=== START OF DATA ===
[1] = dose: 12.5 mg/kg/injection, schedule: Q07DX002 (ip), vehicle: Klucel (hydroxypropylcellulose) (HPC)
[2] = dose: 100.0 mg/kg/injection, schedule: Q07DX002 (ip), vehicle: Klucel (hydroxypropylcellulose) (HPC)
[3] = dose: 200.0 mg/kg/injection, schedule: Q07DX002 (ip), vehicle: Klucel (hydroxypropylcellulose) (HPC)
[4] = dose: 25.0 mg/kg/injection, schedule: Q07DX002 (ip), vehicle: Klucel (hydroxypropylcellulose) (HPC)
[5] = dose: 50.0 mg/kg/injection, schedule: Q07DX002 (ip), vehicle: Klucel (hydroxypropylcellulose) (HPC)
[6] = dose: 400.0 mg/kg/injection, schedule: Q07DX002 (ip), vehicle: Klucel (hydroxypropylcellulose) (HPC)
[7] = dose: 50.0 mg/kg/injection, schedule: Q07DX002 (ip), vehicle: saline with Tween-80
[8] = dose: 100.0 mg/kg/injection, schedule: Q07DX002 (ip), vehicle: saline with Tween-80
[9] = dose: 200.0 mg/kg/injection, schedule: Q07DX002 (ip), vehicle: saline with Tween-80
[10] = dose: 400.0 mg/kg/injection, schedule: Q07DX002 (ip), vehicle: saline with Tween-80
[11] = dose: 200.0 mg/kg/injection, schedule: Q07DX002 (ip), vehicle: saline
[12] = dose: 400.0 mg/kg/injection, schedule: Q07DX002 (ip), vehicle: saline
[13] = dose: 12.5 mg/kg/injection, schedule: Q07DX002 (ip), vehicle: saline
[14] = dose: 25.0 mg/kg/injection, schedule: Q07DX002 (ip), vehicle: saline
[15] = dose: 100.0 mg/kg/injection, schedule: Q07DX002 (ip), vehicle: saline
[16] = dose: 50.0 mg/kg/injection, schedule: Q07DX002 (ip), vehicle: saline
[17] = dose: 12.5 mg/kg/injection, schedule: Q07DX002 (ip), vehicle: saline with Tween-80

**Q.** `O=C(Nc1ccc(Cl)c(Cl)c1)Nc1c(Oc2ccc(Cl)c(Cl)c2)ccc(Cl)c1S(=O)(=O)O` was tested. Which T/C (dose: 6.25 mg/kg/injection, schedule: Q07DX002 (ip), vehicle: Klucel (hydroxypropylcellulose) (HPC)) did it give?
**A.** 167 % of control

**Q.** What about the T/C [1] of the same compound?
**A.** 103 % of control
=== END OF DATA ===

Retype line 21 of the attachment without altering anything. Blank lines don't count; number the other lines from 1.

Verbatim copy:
**A.** 103 % of control